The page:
Tapioca pudding is a dessert made from the root of a plant similar to the sweet potato. Although this root can also be used in such things as tea (see Saint's Alp Teahouse--the tea is not from the root, but has tapioca beads in it.) most people are familiar with it only via the faintly sweet pudding which is white with creamy "pearls" in it. Many people find it similar in consistancy to rice pudding. It's not a highly sweet pudding like the chocolate or banana people think of, it's more substantial somehow.

This is the really REALLY oldfashioned way of fixing tapioca pudding. This recipe is from 1881, taken from The Household Cyclopedia of General Information. It can easly be adapted with, say, a stovetop ^_^ try the low gas setting instead of 'smothered in ashes'. Or there's the modern way, which is buy a box of jello brand tapioca pudding and follow the directions on the side.

Ten ounces of tapioca
1 quart of milk
6 ounces of sugar
6 yolks of eggs and 2 whipped whites
the grated rind of a lemon
2 ounces of butter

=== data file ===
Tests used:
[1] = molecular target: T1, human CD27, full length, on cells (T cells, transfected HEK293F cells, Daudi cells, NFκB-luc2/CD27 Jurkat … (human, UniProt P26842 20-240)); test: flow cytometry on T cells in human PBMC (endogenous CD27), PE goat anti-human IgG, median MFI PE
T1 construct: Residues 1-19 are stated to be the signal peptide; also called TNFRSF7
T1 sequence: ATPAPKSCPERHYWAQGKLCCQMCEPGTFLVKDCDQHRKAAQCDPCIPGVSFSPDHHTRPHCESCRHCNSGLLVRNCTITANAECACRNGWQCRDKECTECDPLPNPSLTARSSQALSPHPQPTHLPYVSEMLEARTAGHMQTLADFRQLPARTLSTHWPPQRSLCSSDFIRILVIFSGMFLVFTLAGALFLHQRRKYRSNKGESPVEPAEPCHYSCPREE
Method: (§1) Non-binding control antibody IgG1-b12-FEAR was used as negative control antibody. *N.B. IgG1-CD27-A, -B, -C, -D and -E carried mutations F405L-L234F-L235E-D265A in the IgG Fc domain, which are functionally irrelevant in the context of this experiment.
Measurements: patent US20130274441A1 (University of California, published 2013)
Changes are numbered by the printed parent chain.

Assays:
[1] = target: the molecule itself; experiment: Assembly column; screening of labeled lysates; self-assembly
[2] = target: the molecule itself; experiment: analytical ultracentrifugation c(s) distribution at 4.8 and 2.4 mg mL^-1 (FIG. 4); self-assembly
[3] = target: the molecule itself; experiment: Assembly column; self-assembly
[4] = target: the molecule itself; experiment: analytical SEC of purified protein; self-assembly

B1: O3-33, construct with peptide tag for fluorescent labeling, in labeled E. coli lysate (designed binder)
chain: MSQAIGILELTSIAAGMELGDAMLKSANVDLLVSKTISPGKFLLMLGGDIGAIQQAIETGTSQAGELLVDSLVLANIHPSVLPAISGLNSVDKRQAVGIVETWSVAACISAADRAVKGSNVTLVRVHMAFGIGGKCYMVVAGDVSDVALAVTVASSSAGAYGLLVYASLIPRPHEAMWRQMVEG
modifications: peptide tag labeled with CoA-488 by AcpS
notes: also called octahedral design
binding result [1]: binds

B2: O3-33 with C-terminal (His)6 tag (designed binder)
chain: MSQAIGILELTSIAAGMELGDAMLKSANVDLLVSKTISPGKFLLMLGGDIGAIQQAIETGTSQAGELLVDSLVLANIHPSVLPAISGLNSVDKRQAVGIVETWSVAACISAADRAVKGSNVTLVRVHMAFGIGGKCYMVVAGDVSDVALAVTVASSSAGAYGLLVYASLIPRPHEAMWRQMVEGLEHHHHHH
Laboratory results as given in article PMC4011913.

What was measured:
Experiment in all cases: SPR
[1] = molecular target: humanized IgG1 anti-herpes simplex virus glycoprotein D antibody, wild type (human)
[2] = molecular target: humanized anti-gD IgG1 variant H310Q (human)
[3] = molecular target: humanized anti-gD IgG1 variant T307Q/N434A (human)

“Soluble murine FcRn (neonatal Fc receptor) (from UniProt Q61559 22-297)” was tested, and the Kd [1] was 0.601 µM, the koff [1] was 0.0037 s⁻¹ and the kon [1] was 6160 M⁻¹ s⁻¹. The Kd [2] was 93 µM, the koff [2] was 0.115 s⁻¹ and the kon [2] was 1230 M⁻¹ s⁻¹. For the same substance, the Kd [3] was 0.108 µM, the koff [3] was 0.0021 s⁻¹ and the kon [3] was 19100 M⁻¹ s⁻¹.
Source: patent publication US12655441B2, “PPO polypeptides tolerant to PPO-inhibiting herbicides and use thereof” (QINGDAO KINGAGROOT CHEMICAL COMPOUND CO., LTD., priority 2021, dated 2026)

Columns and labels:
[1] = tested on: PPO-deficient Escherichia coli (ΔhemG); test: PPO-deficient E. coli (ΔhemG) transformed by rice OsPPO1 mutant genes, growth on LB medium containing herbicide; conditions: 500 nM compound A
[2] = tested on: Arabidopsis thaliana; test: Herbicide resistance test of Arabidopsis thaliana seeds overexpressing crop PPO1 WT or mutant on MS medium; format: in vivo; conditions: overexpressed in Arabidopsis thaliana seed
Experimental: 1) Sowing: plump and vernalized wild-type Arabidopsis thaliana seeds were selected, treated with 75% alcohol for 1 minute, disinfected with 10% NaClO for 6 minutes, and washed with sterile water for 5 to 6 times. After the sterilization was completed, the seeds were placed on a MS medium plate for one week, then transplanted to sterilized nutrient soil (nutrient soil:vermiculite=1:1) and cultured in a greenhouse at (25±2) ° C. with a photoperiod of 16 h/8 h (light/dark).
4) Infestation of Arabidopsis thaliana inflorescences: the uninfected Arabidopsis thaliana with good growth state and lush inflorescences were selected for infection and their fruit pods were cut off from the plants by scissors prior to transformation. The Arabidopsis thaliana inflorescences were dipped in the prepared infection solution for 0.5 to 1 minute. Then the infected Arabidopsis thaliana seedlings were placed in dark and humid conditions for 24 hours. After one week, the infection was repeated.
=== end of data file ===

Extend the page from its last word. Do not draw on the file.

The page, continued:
a little salt.

Put the tapioca, sugar, butter, salt, grated lemon, and the milk into a stewpan. Stir this over the fire until it boils; then cover the stewpan with its lid, and put it on a very slow stove-fire (partially smothered with ashes), to continue gently simmering for a a quarter of an hour.

The tapioca should then be withdrawn from the fire, and after the 6 yolks and the 2 whipped whites of eggs have been thoroughly incorporated in it, pour the preparation in to a mould or pudding-basin previously spread with butter.

steam the pudding for about an hour and a half; and when done dish it up with either a plain arrow-root or custard sauce over it.


I find tapioca pudding to be very tasty, now. It was definitely an acquired taste, however. I refused for years to eat it when i was very small. A friend had convinced me--and apparently believed herself--that it was TAPIOKRA pudding, and was made from the slime and seeds of boiled okra. After all it was the same consistancy and color as these two okra byproducts...